Story 1 (Mark 9:33-37) — Argument over who is the greatest results in Jesus’ declaration that greatness will be defined by who is last and servant of all, represented in a small child.
I.) The Disciples IssueMark 9:38 — “Does not follow us” — hearkens back to the issue of status or greatness (33). It was not that the man in question was not a follower of Jesus, but rather it was a matter of not having the proper credentials. It appears here the concern of the Disciples here is a concern about their position and status. The chap in question who was casting out Demons wasn’t licensed or ordained by the official disciple club. The Lord Christ teaches here that the support and fellowship of all who champion His cause and name should not be censured.
There seems to be a motif here that is captured by the proverb, “the enemy of my enemy is my friend.”
Taken together with the issue of “who would be the greatest” in vs. 34f as combined with the issue of position and status of sitting at the Lord’s right hand as given in Mark 10:35-45, vs. 38 reminds us again how important honor was in that society and culture. The Lord Christ does not overturn the notion of honor or hierarchy but He does alter its trajectory so that position and status is connected with serving as opposed to being served. We know the Lord Christ maintained positions of honor and hierarchy just by virtue of the fact that He chose 12 to be His disciples from among many candidates, and then of those 12 He chose 3 (Peter, James, and John) as an inner circle. Honor and hierarchy are thus maintained. However something is changed in this issue of honor and hierarchy. What is changed is the purpose of leadership, and hierarchy.
The Lord Christ does not eliminate position or hierarchy of leadership. He is not a leveler who erases all distinctions between leaders and rank and file but what He does do is He teaches and models in such a way that it is made clear that any position of leadership is understood as a position of leadership to the end of serving. The Lord Christ, Scripture teaches, came not to be served but to serve and to give His life as a ransom for many. Those who lead really do lead but they understand that leadership does not mean everyone serves them but rather that the Leader servers everybody in his leadership.
This is made clear when the Lord Christ says,
“If anyone desires to be first, he shall be last of all and servant of all.” (Mark 9:35)
This is made clear when Jesus takes the towel in John 13 to wash the Disciples feet.
This is made clear in Luke 22 when Jesus says to the disciples, who are again arguing over greatness,
“The kings of the Gentiles exercise lordship over them, and those in authority over them are called benefactors.26 But not so with you. Rather, let the greatest among you become as the youngest, and the leader as one who serves. 27 For who is the greater, one who reclines at table or one who serves? Is it not the one who reclines at table? But I am among you as the one who serves.
The Church in the West, what little remains of it, desperately needs to hear again this word regarding status mongers and ladder climbers. Is the goal of leadership in the Church of the West to be fawned over and adulated? Are we looking for status via our positions? Are we seeking to parlay our leadership positions to the position of being famous for being famous? The Lord Christ offers a leadership example that demonstrates leadership by being concerned for the flock and its needs. It is the leadership of the towel, the table-waiter, and the sheep dog.
II.) The Counsel of Christ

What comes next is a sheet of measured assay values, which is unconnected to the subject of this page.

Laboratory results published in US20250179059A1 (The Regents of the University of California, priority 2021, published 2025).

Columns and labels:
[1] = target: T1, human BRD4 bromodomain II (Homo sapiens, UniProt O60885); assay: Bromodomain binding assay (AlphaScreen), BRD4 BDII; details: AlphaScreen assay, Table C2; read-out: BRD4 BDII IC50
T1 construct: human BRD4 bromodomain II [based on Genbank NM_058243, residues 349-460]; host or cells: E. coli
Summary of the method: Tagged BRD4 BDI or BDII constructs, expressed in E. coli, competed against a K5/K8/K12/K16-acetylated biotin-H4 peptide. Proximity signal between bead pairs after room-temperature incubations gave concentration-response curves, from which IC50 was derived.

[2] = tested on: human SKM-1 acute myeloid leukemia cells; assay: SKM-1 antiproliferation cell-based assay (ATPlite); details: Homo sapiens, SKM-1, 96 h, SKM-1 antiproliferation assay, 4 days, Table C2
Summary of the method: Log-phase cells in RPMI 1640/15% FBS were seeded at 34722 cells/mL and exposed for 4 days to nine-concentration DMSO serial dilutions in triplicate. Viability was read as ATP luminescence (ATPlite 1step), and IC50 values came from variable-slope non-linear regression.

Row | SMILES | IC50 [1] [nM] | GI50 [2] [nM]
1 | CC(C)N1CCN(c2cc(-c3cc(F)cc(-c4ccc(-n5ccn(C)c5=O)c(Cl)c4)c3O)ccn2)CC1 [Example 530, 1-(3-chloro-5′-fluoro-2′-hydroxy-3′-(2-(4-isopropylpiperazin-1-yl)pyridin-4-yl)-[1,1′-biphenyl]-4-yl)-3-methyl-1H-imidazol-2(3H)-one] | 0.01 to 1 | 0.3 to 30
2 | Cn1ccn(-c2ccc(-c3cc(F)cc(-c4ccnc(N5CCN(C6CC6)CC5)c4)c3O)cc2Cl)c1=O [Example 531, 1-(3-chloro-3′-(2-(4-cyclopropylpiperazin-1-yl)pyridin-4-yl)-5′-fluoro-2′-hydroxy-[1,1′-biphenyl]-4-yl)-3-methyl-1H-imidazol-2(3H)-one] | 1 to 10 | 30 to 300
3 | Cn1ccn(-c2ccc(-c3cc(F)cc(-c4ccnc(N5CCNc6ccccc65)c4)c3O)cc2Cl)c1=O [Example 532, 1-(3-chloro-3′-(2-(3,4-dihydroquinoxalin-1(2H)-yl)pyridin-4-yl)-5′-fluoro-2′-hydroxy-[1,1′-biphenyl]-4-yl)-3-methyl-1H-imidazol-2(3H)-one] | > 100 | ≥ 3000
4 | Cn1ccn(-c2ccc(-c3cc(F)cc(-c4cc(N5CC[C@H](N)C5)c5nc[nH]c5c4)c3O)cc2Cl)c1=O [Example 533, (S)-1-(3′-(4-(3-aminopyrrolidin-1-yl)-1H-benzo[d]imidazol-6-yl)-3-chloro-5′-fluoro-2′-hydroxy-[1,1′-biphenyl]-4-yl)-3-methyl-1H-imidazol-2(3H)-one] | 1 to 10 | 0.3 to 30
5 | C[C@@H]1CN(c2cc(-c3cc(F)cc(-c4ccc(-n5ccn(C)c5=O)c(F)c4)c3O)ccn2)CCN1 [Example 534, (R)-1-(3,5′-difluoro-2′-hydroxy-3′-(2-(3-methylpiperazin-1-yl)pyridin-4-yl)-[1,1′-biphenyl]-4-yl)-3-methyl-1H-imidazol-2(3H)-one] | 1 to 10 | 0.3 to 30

Mark 9:40 For the one who is not against us is for us.
Matthew 12:30 Whoever is not with me is against me, and whoever does not gather with me scatters.
Note the repeated insistence we find in Scripture that there is no neutrality. There is no tertium quid where one can have a foot in both the enemy’s camp and in the camp of God’s company. Christ speaks in black and white with no gray area. If you are not against Him you are for Him. If you are not with Him you are against Him. If you do not gather in His cause you scatter against His cause. No neutrality. In theological jargon this is the “Reformed Antithesis.”
Perhaps the best 20th century example of pushing the Reformed Antithesis was J. Gresham Machen.
Machen’s fundamental insight was that the Reformed Antithesis applied to “Christianities” that were Christian in name only. Machen insisted that Orthodox Christianity and Liberal “Christianity” were not two slightly different Christian theological positions such as Calvinism vs. Lutheranism but rather were two radically opposed systems of thought and religions that each competed over the possession of the Christian nomenclature, words, concepts and phrases. They each talked about God, Jesus, the Spirit, sin, salvation, the cross, but they each poured such different linguistic content into those words though remaining the same words in the hearing they were different words as to the meaning. Because of these vast differences of meaning and definition then, Machen concluded that Theological Liberalism was not Christian at all but was fundamentally opposed to Christianity as it comes to us defined in Scripture and history. Machen concluded that Theological Liberalism was against Biblical Christianity and not for Christ.
So, the thrust here seems to be the necessity to discern our enemies from our friends. Those who are genuinely advancing Christ’s cause, though they may not be of our club or tribe are to be supported, while on the other hand we are to reject those who are wolves in sheep’s clothing … those who use all the right jargon but who are using it with the intent to deceive.
So, on one hand we admit that there are Lutherans, and Reformed Baptists, and others we can come along and support and wish well but on the other hand there are those who may have an exalted status so that speak to Kings and Potentates in the name of a Christ who we are unfamiliar with because we are unfamiliar with their Christ. This business of knowing who is against us and who is for us is not always as easy as it might seem.
III.) The Promise of Christ